Friday, June 28, 2013

Friday Fears – Ancestry’s “New Search”

It’s been an interesting few days on the APG mailing list.  Ancestry has announced that it will end access to its “old search”.  This means that all users will have to use “new search”.

Before I go any further, for those who don’t follow Ancestry, “new search” has been in place for years, so it’s not really all that new.

What’s been interesting is watching the outrage from professionals on the APG mailing list.  Many of those folks, it seems, have been using the “old search” as it gives them better results than the “new search.”  For the record, I’ve been using the new search for so long that I had forgotten that there was a different way to search.  This may be why I’m having so much trouble understanding the annoyance these professionals have been showing due to Ancestry’s business decision.

What Ancestry has done really isn’t any different than what any software company does.  They come up with a new product, and end support for the old version.  Microsoft does this with operating systems every few years.  Like Microsoft, Ancestry supported the old system for a number of years, but now, likely for business reasons that users are not privy too, must end support for that system.  As a developer myself, I can tell you first hand that it’s no fun trying to support different systems, especially when you know that one is unprofitable or, as Ancestry has stated in regards to “old search”, little used.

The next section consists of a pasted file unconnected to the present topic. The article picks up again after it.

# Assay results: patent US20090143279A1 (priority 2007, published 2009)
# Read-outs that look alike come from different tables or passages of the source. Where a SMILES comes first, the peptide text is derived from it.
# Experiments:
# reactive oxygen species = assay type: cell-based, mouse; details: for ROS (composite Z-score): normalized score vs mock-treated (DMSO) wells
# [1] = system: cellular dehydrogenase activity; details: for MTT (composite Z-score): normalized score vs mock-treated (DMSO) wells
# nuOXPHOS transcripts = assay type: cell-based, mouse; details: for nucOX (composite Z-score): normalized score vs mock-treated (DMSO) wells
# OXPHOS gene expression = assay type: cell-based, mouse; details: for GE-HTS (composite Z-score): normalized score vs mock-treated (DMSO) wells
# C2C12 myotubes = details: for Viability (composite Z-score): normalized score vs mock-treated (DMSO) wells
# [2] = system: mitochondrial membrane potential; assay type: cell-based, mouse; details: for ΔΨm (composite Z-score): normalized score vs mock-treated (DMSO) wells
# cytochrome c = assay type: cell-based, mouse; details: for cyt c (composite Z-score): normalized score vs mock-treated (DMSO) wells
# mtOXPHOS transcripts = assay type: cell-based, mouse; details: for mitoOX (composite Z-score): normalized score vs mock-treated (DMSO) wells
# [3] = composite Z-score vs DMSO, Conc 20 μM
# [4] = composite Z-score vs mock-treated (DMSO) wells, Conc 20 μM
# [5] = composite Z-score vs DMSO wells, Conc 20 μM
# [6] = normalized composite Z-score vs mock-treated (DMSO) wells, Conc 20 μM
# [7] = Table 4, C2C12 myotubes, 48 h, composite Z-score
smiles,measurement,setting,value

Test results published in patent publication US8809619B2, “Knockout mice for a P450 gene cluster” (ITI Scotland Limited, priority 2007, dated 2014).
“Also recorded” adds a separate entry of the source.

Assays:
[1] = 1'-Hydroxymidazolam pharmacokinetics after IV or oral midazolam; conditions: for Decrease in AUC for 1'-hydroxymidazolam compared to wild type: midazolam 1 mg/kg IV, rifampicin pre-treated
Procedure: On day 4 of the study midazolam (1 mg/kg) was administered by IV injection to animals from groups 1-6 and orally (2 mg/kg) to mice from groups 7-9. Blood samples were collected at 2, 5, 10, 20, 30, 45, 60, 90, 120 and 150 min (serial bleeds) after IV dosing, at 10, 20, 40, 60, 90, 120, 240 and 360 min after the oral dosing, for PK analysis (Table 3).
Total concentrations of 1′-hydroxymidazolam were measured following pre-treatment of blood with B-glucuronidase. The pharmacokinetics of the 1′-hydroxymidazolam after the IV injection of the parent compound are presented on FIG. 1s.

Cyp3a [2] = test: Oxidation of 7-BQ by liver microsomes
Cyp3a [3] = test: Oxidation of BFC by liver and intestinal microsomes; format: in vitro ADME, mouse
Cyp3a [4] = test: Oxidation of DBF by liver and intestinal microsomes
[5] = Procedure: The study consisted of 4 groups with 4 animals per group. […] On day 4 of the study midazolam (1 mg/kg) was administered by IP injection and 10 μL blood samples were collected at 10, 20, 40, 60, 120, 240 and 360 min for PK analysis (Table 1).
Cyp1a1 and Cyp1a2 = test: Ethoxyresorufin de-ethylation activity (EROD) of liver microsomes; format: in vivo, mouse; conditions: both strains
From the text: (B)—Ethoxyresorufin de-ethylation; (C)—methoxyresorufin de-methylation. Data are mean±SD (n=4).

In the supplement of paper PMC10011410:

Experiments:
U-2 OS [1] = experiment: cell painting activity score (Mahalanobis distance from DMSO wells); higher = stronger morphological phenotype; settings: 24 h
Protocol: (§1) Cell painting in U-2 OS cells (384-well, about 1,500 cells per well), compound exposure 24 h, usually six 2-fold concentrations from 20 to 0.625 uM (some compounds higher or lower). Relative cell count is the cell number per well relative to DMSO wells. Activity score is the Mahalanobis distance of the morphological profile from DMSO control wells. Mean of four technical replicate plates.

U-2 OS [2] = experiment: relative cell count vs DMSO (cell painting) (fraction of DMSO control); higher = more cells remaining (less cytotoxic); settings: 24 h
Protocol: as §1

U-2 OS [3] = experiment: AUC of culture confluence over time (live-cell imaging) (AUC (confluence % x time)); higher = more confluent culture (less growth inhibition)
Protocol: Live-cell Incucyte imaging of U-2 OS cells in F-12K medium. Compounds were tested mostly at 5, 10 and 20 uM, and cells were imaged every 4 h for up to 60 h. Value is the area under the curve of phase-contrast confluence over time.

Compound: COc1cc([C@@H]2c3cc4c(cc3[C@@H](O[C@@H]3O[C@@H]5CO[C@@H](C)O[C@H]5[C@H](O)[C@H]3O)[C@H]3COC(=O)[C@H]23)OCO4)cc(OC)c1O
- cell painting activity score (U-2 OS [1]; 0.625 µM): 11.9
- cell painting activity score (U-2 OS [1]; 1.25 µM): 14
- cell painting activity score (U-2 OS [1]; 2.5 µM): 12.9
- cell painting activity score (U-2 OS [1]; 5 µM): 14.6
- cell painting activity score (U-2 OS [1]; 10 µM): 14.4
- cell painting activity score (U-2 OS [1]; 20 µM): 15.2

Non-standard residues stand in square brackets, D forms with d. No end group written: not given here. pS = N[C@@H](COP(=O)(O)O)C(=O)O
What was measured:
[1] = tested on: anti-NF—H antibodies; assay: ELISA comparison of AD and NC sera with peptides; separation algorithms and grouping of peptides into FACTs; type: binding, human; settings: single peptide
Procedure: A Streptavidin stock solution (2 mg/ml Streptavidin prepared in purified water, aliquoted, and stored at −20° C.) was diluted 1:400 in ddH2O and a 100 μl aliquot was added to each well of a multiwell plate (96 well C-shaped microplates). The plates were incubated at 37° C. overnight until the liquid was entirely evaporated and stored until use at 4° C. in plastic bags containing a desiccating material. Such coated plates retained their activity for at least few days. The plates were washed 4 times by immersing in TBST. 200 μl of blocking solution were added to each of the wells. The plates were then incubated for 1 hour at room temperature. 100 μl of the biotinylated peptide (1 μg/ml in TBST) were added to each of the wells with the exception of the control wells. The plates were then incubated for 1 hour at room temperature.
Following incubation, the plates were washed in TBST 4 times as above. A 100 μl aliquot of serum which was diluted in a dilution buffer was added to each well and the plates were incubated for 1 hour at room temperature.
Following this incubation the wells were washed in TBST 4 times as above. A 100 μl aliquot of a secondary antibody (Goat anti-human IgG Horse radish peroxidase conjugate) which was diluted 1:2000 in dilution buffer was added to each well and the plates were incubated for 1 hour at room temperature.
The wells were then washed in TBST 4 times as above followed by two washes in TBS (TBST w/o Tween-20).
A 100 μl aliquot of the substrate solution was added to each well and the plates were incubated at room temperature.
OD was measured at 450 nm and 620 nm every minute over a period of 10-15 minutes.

To a point, I understand the user’s frustration.  No one likes changing their habits.  However, my personal opinion is that Ancestry gave folks plenty of time to learn the new system before retiring the old.  The most common complaint that I’m seeing is that the new search returns too many results.  Understandable, but these complaints are coming from folks who routinely browse old records on microfiche, often with no help from any sort of search engine.  They should be used to sifting through large amounts of data.

A few weeks ago, on the Transitional Genealogist’s mailing list, there was a discussion about computer algorithms and how they could be used in the future to sift through large amounts of genealogical data.  The general opinion that I saw with that discussion basically boiled down to “a computer could never do what I do.  It will miss results.”  Ancestry’s new search sort of swings the pendulum in the opposite direction.  It doesn’t miss results, because it’s willing to show unrelated results (and often does).  It leaves it up to the user to filter the obvious misses out.

Okay.  So one group says that computers can’t refine data as well as a human.  Another group says that they want the computer to refine the data they look at.  Which group is right?